A vertical modular farming system could generate meaningful job opportunities while helping to solve issues such as world hunger and climate change.
That’s the idea behind FarmCube, a concept a team of Griffith undergraduate students recently took to San Francisco to represent the University at the regional finals of the 2019 Hult Prize Challenge.
The Hult Prize Challenge is an annual competition that brings together some of the world’s brightest university students and challenges them to solve pressing social issues.
“The team pitched exceptionally well and placed in the top six at the regional finals,” says Campus Director for Hult Prize at Griffith, Caitlene Hillman.
“This is a fantastic achievement.”
This year’s Griffith team—comprising Bachelor of Commerce students Timothy Mahoney and Alexander Byrne, and Bachelor of Business student Riley Thiedecke—felt FarmCube was an ideal answer to this year’s challenge: to create meaningful work for 10,000 youth within the next decade.
“However, we knew we didn’t just want to solve the issue of jobs for youth,” team captain Riley says.
“We wanted to create further impact within an area we all felt passionate about: food insecurity.”
The team says FarmCube could give people who are geographically challenged, or who haven’t had traditional access, the opportunity to access nutrient-rich produce.
“Thus, to hopefully make an impact in lessening, helping and benefiting the 815 million undernourished living in this world,” Riley says.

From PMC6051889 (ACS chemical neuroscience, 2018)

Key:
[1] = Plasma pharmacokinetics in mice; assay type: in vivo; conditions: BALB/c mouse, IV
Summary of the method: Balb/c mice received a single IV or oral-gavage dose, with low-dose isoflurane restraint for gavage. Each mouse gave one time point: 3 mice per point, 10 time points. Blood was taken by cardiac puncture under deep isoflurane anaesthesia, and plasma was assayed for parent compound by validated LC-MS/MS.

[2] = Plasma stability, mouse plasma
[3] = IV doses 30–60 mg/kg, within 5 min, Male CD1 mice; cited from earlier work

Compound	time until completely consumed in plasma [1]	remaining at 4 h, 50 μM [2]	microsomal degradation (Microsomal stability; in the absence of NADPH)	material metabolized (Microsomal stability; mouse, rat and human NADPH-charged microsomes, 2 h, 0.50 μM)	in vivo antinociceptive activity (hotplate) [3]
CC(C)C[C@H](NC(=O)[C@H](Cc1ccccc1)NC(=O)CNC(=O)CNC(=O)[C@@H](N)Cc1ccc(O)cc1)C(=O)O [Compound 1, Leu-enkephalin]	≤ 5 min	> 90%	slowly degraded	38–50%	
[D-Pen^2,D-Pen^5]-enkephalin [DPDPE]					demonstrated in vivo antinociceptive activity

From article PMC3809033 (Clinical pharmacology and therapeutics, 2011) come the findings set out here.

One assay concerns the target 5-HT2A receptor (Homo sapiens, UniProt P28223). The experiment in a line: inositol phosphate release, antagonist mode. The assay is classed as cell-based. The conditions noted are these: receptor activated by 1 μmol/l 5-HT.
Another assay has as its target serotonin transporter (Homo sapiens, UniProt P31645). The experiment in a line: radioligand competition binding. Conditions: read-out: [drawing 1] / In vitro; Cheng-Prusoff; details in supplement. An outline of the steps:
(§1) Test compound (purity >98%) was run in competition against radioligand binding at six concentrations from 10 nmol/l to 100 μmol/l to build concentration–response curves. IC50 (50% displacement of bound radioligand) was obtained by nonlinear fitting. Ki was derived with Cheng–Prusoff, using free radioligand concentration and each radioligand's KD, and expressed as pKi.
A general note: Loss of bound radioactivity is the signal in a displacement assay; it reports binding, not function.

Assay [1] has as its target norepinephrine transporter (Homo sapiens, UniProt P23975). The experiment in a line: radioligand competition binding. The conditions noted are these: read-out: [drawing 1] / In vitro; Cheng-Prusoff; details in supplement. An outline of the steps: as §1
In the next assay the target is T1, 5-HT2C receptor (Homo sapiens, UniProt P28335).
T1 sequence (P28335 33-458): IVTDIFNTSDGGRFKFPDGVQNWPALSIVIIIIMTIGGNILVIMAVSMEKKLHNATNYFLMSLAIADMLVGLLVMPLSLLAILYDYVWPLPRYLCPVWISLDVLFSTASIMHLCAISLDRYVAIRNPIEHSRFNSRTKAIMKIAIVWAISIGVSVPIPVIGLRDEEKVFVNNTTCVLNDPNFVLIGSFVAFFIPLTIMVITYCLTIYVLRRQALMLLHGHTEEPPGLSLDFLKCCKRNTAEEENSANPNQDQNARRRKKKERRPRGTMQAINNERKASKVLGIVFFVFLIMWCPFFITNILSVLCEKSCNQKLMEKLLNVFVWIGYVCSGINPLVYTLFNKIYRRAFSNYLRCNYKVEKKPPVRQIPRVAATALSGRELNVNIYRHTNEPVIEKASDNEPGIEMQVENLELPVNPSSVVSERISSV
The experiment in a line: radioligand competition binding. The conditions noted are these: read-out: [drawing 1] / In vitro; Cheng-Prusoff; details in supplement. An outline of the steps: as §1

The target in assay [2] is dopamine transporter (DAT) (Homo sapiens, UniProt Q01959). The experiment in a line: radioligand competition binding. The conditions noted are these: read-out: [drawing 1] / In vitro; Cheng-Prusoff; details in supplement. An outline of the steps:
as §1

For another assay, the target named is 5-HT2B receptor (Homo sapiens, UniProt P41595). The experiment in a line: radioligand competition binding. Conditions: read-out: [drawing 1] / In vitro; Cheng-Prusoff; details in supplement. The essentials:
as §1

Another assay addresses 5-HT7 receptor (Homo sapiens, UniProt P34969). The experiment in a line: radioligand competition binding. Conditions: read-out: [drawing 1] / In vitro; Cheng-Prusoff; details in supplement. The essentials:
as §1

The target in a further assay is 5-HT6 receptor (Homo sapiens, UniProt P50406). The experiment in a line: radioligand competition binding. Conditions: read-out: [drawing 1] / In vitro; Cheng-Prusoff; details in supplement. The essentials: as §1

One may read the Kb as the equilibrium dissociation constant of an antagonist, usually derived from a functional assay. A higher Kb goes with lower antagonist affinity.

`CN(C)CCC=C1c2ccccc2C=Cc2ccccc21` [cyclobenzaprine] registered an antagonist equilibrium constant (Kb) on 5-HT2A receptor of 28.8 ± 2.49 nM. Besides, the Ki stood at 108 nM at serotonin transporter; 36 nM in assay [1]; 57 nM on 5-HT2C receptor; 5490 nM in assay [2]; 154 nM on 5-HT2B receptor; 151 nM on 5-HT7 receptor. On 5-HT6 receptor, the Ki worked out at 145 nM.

How it works
FarmCube integrates current vertical hydroponic technology within an insulated and climate controlled 40-foot shipping container.
The design and technology allow for optimal transportability and more efficient farming practises compared to traditional farms.
“Additionally, as a result of FarmCube’s climate-controlled system, groups can now enjoy fresh produce year-round absent of season dependencies,” Timothy says.
“However, the true solution of FarmCube lies within its business model. FarmCube creates learning-based job opportunities for youth through its entire value chain, from manufacturing all the way through to the selling of the produce.”
The team says the benefits of taking part in the Hult Prize Challenge include gaining an international perspective of global issues, as well as personal growth and development.
“This is a huge challenge, but the people you meet along way make it worth it,” Alexander says.
“You get to meet and work with other socially conscious individuals who also want to see changes within the world they live in.”
To anyone thinking about participating in the challenge next year, the team says “just go for it”.
“A passion for social change is the only prerequisite and you miss 100% of the opportunities you don’t take,” Alexander says.
For more information about the challenge, see Hult Prize at Griffith.